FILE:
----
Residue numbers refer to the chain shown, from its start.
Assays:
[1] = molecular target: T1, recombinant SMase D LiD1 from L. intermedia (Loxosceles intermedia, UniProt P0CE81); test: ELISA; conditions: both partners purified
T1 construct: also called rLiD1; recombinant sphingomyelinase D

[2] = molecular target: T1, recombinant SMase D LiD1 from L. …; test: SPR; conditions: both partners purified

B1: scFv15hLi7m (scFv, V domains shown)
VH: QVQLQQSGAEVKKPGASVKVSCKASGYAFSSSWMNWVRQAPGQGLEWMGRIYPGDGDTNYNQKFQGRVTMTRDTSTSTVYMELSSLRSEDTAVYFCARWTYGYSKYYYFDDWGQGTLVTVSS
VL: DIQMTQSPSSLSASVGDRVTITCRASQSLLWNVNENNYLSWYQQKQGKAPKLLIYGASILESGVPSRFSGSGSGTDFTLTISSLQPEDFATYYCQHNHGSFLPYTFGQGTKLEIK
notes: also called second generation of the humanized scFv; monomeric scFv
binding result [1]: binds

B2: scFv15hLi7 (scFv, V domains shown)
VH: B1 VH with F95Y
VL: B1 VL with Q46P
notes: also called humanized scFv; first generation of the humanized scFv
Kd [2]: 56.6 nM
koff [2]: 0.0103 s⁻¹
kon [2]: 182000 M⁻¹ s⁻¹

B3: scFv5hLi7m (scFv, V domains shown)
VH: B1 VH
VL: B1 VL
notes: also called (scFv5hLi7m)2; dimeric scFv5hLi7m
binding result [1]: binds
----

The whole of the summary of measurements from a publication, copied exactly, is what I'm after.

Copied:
Residue numbers refer to the chain shown, from its start.
Assays:
[1] = molecular target: T1, recombinant SMase D LiD1 from L. intermedia (Loxosceles intermedia, UniProt P0CE81); test: ELISA; conditions: both partners purified
T1 construct: also called rLiD1; recombinant sphingomyelinase D

[2] = molecular target: T1, recombinant SMase D LiD1 from L. …; test: SPR; conditions: both partners purified

B1: scFv15hLi7m (scFv, V domains shown)
VH: QVQLQQSGAEVKKPGASVKVSCKASGYAFSSSWMNWVRQAPGQGLEWMGRIYPGDGDTNYNQKFQGRVTMTRDTSTSTVYMELSSLRSEDTAVYFCARWTYGYSKYYYFDDWGQGTLVTVSS
VL: DIQMTQSPSSLSASVGDRVTITCRASQSLLWNVNENNYLSWYQQKQGKAPKLLIYGASILESGVPSRFSGSGSGTDFTLTISSLQPEDFATYYCQHNHGSFLPYTFGQGTKLEIK
notes: also called second generation of the humanized scFv; monomeric scFv
binding result [1]: binds

B2: scFv15hLi7 (scFv, V domains shown)
VH: B1 VH with F95Y
VL: B1 VL with Q46P
notes: also called humanized scFv; first generation of the humanized scFv
Kd [2]: 56.6 nM
koff [2]: 0.0103 s⁻¹
kon [2]: 182000 M⁻¹ s⁻¹

B3: scFv5hLi7m (scFv, V domains shown)
VH: B1 VH
VL: B1 VL
notes: also called (scFv5hLi7m)2; dimeric scFv5hLi7m
binding result [1]: binds